King Saul immediately sent for Ahimelech and all his family, who served as priests at Nob.
When they arrived, Saul shouted at him, “Listen to me, you son of Ahitub!”
“What is it, my king?” Ahimelech asked.
“Why have you and the son of Jesse conspired against me?” Saul demanded. “Why did you give him food and a sword? Why have you consulted God for him? Why have you encouraged him to kill me, as he is trying to do this very day?”
“But sir,” Ahimelech replied, “is anyone among all your servants as faithful as David, your son-in-law? Why, he is the captain of your bodyguard and a highly honored member of your household! This was certainly not the first time I had consulted God for him! May the king not accuse me and my family in this matter, for I knew nothing at all of any plot against you.”
“You will surely die, Ahimelech, along with your entire family!” the king shouted. And he ordered his bodyguards, “Kill these priests of the LORD, for they are allies and conspirators with David! They knew he was running away from me, but they didn’t tell me!” But Saul’s men refused to kill the LORD’s priests.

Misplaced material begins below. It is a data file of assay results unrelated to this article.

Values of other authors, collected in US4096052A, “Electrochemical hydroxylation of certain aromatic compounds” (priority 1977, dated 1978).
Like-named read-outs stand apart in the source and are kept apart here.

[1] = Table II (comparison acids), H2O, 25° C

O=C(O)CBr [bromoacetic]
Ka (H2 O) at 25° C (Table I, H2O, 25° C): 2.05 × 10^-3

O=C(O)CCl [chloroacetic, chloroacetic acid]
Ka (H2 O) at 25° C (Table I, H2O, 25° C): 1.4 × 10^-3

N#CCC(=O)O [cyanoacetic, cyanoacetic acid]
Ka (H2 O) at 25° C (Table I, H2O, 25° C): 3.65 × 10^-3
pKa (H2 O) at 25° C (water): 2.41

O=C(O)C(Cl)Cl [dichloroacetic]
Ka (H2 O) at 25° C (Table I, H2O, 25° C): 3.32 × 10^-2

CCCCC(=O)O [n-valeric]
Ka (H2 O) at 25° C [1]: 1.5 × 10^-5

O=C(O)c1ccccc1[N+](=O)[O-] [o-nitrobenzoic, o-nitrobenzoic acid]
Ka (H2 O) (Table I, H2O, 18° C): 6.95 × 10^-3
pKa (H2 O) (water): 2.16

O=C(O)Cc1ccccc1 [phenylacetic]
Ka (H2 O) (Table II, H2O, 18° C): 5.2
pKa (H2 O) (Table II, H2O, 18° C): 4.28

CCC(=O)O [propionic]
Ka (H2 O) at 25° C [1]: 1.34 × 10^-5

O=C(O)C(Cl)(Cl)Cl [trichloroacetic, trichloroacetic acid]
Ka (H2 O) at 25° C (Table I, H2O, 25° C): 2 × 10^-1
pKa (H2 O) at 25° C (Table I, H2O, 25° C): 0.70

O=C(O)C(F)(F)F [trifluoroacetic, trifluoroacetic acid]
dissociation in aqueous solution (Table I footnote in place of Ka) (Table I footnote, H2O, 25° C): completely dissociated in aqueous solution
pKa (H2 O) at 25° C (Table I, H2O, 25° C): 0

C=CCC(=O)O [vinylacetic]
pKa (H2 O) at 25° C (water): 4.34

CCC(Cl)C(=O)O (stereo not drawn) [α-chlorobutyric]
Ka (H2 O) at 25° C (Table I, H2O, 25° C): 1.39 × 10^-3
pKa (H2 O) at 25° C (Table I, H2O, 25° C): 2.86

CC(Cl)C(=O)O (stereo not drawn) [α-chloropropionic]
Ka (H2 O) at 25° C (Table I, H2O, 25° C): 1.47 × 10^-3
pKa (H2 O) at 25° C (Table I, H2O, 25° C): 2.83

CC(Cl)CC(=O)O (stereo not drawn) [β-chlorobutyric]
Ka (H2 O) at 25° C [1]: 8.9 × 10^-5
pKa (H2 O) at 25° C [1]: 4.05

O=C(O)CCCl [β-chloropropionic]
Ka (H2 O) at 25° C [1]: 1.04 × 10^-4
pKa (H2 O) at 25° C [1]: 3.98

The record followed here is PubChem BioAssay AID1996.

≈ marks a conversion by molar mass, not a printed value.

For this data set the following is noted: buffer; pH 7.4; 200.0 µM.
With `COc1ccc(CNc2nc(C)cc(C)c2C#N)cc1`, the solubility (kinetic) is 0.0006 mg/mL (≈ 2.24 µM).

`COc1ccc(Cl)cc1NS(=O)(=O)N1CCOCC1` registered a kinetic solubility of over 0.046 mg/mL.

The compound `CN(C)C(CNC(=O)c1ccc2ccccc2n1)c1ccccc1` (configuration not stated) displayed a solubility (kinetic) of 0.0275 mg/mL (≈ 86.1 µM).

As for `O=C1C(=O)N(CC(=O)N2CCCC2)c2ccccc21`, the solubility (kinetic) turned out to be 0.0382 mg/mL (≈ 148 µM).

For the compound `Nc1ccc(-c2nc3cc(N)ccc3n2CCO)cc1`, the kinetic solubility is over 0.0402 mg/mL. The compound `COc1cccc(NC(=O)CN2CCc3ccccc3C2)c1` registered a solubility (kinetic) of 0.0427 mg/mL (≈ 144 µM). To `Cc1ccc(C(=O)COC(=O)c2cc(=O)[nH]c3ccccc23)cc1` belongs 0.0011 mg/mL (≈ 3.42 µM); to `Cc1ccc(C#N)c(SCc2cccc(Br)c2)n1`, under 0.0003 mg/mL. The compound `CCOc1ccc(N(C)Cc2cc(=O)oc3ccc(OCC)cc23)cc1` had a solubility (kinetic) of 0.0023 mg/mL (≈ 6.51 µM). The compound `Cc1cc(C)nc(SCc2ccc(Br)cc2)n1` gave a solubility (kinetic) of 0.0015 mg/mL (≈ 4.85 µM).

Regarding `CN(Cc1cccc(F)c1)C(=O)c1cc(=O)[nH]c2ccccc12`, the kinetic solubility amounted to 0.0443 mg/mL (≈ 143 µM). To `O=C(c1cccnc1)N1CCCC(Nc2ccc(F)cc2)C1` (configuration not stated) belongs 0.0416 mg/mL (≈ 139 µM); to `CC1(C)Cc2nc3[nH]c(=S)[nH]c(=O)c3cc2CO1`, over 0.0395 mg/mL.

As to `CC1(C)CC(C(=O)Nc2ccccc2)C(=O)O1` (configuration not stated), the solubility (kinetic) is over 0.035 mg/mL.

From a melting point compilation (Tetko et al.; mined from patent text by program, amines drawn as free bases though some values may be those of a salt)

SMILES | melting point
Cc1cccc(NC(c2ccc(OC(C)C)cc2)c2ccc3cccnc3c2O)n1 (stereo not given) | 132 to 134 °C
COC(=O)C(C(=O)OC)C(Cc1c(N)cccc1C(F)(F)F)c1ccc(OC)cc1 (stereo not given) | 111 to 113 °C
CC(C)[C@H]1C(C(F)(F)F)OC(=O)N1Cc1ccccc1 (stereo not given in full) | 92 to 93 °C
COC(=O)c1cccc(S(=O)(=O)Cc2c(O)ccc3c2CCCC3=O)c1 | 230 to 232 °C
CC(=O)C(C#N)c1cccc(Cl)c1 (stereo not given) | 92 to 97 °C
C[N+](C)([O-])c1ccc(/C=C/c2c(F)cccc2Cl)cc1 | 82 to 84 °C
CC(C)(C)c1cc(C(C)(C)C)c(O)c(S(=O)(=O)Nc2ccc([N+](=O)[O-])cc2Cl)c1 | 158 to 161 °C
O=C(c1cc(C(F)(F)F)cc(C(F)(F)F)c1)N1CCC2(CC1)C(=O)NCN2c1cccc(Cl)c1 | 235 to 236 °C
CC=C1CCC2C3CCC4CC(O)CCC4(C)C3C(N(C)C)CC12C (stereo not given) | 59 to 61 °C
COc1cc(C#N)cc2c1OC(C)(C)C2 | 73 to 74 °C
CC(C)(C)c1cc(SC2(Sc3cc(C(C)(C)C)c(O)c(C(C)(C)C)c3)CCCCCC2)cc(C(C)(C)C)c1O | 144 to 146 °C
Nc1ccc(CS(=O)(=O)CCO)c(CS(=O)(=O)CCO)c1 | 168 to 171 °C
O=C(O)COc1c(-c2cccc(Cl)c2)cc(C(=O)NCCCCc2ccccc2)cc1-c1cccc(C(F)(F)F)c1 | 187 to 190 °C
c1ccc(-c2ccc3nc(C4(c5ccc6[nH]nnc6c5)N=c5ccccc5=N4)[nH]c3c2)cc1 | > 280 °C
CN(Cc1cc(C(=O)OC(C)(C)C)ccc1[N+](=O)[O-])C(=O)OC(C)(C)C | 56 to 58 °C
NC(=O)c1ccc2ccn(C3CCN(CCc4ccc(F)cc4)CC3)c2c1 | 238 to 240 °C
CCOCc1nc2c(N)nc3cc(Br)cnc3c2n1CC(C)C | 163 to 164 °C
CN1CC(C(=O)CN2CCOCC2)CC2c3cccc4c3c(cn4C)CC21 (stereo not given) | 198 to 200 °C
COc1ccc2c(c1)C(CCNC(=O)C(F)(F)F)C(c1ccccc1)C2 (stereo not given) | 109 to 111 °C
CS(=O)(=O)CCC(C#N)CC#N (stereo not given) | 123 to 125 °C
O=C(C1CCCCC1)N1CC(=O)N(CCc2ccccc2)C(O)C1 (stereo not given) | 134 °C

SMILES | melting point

(1 Samuel 22:11–17)
The flaws in King Saul’s character are on full display. His jealousy of David, his anxiety about his place in the kingdom, his tendency toward violence, and his impatience lead him to one bad decision after another. Saul’s distrust of trustworthy people have cost him friendships, loyal servants, and ultimately what he fears most, the loss of God’s favor. And it will shortly cost him the power he craves.
In contrast are Saul’s men who are pledged to do the king’s bidding. They see what Saul refuses to see, that though Saul has the authority to order the slaughter of innocent men and their families, it is not right. In their dissent they risk their own lives, and for a few moments their courage spares lives.
What principled stand do you need to make?
Pastor Mark loves his wife and grown children, the Word of God, and words. And coffee,